peopleglassesge_450x300Life of Pi is its exact oppo­site. An obvi­ous­ly gay writer express­es his devo­tion by sit­ting and lis­ten­ing as an Indi­an man tells an inter­minable tale of a tiger on a raft. And we have to sit through the guts of two hours, as a com­put­er gen­er­at­ed tiger “inter­acts” with a CGId boy, raft and sea. And the only hold that it might con­ceiv­ably have on your atten­tion is the fact that it’s all shot in 3D.

When tele­vi­sion arrived in the 50s, cin­e­ma respond­ed by re-invent­ing itself to burst forth in glo­ri­ous Cin­e­mas­cope, and then in 3D. Then, when video arrived in the 70s, cin­e­ma respond­ed once again with a still under­whelm­ing ver­sion of 3D

And, with the arrival of the Inter­net in the first decade of the new cen­tu­ry, 3D was once again wheeled out to stave off the immi­nent demise of cin­e­ma. This time it was going to save tele­vi­sion as well.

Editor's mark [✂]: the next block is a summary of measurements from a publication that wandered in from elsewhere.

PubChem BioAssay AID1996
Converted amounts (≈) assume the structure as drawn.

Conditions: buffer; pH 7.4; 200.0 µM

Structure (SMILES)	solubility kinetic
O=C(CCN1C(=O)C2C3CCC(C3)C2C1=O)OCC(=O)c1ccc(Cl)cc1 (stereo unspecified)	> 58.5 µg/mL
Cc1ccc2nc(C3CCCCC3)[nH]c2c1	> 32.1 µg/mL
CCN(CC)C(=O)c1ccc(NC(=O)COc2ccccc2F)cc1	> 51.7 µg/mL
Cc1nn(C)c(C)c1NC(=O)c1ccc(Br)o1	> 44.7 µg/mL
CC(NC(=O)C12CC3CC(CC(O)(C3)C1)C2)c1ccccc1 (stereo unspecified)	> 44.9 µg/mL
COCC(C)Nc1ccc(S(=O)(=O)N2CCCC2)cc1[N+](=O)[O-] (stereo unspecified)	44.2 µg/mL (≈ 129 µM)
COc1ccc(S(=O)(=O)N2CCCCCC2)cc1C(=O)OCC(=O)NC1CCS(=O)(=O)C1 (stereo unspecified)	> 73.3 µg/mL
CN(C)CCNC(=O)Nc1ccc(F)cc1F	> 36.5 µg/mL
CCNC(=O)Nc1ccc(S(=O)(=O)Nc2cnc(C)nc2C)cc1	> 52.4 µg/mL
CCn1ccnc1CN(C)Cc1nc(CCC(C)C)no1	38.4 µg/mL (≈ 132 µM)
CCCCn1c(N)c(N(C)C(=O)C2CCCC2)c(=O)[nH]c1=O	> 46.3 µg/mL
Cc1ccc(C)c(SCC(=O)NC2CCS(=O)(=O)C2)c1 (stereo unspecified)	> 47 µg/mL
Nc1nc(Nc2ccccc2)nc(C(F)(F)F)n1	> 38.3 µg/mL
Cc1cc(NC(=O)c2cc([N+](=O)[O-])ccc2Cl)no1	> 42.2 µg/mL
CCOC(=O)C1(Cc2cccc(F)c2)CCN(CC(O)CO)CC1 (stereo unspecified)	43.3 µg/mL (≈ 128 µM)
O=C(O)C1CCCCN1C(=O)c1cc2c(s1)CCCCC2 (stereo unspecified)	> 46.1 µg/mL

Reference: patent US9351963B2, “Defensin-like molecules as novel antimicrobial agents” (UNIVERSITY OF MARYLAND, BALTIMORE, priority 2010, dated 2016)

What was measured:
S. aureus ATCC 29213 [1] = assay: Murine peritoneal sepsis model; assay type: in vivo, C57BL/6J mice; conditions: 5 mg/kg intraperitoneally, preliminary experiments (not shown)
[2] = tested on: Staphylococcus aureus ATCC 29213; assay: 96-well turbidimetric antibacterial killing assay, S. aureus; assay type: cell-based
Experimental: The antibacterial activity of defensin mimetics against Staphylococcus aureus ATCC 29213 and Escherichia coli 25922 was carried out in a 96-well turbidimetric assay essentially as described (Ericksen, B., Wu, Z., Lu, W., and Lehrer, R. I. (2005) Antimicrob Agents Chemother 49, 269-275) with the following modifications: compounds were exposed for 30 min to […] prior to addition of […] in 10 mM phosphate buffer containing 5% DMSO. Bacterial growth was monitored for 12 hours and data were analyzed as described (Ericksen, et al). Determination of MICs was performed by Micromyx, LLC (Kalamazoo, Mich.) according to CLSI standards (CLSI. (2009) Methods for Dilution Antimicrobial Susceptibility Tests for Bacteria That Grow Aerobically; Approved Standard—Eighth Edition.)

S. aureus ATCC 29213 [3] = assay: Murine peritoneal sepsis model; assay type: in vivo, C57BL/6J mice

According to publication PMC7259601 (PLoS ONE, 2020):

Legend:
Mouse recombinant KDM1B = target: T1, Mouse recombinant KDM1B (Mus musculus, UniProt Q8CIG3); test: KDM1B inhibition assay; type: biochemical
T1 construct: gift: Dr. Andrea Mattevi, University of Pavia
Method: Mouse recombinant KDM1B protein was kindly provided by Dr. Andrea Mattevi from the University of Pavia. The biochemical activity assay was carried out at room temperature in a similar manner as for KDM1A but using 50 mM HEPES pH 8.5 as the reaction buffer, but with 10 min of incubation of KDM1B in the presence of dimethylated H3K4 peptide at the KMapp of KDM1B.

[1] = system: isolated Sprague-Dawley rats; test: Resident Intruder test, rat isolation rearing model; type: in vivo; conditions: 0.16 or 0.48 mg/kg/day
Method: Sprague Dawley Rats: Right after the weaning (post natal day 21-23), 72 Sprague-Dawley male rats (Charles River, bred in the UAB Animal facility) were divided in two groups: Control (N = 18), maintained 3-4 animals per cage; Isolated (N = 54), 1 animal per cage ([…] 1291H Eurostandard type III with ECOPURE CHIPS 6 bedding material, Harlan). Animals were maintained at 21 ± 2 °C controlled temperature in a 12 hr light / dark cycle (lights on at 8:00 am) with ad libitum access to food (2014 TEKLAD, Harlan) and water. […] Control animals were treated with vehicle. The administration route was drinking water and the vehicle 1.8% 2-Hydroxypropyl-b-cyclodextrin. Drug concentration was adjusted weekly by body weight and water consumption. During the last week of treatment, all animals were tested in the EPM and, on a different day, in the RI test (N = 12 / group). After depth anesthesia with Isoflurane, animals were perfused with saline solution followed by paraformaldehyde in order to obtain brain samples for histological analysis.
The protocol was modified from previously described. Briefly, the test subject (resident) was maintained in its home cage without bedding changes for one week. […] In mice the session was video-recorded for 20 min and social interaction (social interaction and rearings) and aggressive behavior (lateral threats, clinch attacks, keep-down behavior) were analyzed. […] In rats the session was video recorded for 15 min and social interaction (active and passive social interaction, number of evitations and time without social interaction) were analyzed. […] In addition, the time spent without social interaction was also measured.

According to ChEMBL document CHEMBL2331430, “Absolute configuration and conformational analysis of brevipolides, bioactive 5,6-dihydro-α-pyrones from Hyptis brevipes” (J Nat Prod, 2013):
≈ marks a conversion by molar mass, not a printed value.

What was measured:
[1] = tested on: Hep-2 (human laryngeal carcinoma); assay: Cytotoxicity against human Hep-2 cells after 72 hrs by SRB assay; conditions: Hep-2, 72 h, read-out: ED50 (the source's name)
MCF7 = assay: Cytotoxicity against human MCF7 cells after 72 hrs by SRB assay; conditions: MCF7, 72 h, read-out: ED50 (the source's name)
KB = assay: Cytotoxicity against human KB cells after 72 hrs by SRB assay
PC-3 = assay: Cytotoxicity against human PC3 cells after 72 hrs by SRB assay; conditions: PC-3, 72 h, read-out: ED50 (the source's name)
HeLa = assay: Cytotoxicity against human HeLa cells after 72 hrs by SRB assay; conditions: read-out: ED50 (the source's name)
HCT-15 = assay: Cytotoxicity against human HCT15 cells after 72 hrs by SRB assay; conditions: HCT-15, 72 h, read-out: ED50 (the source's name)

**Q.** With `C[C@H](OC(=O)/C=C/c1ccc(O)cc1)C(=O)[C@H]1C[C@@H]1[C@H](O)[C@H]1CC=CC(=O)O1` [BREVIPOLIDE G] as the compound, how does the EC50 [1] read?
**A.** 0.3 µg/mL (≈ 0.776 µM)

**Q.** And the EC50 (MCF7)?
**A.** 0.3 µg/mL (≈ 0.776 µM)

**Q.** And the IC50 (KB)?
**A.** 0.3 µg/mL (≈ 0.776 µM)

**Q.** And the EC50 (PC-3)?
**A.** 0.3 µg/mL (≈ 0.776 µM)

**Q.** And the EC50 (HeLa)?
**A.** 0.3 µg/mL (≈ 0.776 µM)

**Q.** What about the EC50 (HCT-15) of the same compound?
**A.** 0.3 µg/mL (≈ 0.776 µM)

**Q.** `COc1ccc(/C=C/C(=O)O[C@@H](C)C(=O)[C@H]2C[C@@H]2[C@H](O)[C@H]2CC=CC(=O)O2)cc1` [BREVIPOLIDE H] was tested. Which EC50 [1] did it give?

But every­thing we see in the cin­e­ma and on tele­vi­sion is already in 3D. All “3D” does is to extend that illu­sion from the screen to your eyes. And yes, now that tech­nol­o­gy has final­ly caught up with it, for the first minute or so, it real­ly is extra­or­di­nary to behold. 

HowToMarryAMillionaireBut there are only so many fire­flies you can be amazed by as they appear to be buzzing but inch­es away above your ears. The sec­ond minute is per­fect­ly fine. But by the third minute, you get used to it. And you go back to the actu­al story.

If you want to see what the future holds for 3D, have a look at the woe­ful How To Mar­ry A Mil­lion­aire. It was the first film to be shot in Cin­e­mas­cope. And shorn of its WOW fac­tor, today it looks hope­less­ly clum­sy and embar­rass­ing­ly thin. And what a crim­i­nal waste of Mar­i­lyn Mon­roe and, dear Lord, Lau­ren Bacall. 

As for tele­vi­sion, why would any­body want to watch, say a sport­ing event or a doc­u­men­tary in 3D? They’re already in 3D. What’s going to be added by uti­liz­ing the space in between the screen and your eyes when view­ing them?

I hope that what­ev­er bills he need­ed to get paid when he agreed to take this on have now been ser­viced. But Life Of Pi I’m afraid can be added to the Hulk (’03) as yet anoth­er point­less explo­ration of video game tech­nol­o­gy des­tined for a dusty shelf somewhere.